Nick Summers is a technology journalist for The Next Web. He writes on all sorts of topics, although he has a passion for gadgets, apps and Nick Summers is a technology journalist for The Next Web. He writes on all sorts of topics, although he has a passion for gadgets, apps and video games in particular. You can reach him on Twitter, circle him on Google+ and connect with him on LinkedIn.
Crunchyroll, an on-demand streaming service for Japanese anime and television shows broadcast across Asia, is rolling out a new e-commerce platform today that offers viewers merchandise while they’re watching their favorite shows.
As with Western comic books and sci-fi television shows, fans of popular anime such as Naruto Shippuden and Bleach often like to buy merchandise to show their support for the franchise. This can be additional DVDs or graphic novels, called manga in Japan, but also figurines, dress-up props and clothes.
The market for these goods is incredibly lucrative – Crunchyroll estimates that over 70 percent of the anime ecosystem is monetized by merchandise related to the big anime brands – so it should come as no surprise that the streaming service wants a slice of the action.
Users that access the service from the browser will now be able to purchase merchandise as the video is playing. This is often from the right-hand side of the webpage, as a small pop-out box which shows the name of the product, price, a thumbnail image and ’Shop Now’ button.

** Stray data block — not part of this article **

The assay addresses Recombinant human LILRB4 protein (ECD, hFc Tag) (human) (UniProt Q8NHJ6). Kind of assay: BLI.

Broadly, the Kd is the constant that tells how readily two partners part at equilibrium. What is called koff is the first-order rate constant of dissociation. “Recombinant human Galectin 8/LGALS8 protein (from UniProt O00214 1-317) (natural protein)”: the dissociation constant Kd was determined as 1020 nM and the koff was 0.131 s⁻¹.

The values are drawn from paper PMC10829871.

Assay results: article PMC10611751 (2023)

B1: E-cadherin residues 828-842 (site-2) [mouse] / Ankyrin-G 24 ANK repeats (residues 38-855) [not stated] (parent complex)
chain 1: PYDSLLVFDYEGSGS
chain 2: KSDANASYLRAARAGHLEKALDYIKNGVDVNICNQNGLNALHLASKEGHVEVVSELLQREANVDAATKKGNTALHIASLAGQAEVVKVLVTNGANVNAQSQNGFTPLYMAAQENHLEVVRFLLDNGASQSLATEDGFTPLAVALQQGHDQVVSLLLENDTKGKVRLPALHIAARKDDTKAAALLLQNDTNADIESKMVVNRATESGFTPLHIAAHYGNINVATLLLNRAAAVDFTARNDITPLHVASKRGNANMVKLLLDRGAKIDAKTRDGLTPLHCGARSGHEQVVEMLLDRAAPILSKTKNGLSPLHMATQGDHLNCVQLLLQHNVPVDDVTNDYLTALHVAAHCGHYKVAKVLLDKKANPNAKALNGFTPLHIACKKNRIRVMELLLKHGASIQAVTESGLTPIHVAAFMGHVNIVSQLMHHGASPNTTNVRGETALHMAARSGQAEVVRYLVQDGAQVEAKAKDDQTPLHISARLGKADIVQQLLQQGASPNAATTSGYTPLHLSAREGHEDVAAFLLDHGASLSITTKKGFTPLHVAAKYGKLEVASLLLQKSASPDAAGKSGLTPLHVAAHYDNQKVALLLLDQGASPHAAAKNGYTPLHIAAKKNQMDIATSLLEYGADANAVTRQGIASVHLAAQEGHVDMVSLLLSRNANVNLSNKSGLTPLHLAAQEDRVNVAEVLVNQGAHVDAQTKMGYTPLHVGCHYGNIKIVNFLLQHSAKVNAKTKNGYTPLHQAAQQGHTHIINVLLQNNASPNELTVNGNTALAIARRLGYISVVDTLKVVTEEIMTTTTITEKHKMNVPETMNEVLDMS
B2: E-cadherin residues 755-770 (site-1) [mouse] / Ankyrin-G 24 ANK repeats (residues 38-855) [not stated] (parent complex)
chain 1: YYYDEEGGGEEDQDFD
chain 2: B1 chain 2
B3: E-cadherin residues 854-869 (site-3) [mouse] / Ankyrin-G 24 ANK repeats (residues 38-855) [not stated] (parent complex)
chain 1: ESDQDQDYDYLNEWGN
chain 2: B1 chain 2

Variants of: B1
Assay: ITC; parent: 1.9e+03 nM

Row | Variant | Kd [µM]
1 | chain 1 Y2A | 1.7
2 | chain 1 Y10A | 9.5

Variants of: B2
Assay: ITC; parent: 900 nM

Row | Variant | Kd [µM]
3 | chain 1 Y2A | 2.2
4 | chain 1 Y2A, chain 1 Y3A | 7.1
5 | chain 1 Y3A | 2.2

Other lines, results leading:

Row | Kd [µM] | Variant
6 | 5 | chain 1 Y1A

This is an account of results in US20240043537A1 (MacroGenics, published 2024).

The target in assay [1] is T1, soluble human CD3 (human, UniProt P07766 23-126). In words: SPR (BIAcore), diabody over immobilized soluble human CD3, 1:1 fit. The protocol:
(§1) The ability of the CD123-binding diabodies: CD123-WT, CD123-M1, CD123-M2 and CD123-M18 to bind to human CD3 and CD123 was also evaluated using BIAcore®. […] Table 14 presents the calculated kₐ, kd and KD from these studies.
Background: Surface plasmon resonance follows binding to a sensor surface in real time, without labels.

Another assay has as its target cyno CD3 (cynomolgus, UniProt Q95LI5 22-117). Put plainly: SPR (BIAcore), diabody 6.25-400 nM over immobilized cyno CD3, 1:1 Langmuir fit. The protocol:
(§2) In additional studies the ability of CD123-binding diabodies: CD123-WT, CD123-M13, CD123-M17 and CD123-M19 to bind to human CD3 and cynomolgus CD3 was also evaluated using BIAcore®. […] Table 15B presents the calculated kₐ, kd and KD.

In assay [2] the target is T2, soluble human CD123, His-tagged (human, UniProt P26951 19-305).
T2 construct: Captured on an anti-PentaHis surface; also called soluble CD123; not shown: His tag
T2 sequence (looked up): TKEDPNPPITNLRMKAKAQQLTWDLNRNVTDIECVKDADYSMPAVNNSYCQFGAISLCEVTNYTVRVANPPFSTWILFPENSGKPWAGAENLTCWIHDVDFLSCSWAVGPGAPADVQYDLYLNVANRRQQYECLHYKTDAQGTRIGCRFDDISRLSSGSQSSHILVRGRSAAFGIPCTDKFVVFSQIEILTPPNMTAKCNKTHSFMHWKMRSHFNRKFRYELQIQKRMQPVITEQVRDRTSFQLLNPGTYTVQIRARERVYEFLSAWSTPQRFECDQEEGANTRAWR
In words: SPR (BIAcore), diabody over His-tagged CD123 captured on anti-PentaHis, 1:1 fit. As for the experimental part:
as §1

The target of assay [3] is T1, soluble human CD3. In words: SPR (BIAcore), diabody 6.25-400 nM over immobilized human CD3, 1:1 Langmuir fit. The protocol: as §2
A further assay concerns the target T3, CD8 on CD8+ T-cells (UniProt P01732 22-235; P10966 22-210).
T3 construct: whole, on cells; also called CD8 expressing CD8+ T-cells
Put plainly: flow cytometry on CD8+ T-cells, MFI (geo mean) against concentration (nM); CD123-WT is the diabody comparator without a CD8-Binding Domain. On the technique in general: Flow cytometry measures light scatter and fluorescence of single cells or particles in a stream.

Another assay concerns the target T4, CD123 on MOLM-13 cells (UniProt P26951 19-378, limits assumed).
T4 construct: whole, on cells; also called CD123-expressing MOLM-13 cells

Crunchyroll also serves up a series of video advertisements for users who are watching an episode for free, so there’s a chance that the company might utilize this space down the line.
“We are innovating around content streaming and delivering e-commerce capabilities to immediately connect viewers with merchandise relevant to the video content that they are viewing, and we’re only at the beginning stage of where we want to go with the combined experience,” said Brady McCollum, COO of Crunchyroll.
It’s important to note that the merchandise will always be relevant to the show that the user is watching. Although adverts are rarely welcomed by Internet users, the fact that they’re specialized and targeted based on a users’ tastes should mean that they’re a little less irritating.
Crunchyroll already has a dedicated store accessible from the menu bar, but will be expanding its relationships with partners throughout Asia in order to sell exclusive merchandise previously not available outside of these markets.
Crunchyroll is unique because it’s one of the few dedicated services offering a legal means of streaming anime in a timely manner. DVD sales, which often require large amounts of translation work and voice acting for “dubbed” audio tracks, have slowed in recent times because of the delay in release dates.
Fans want to watch anime as soon as it is broadcast in Japan, which has triggered a ground swell of online piracy and subtitles contributed by fans and amateur translation teams.
Crunchyroll offers users a free, legal way of accessing a whole host of popular shows including Total Eclipse, Nyarko-san: Another Crawling Chaos. Some of these shows are uploaded with a small delay, up to a week in some cases, which users can choose to bypass by paying €4.99 per month for a premium subscription.
Related: Crunchyroll launches its on-demand anime and Asian media streaming service in Spain and Portugal
Image Credit: OLIVIER MORIN/AFP/Getty Images
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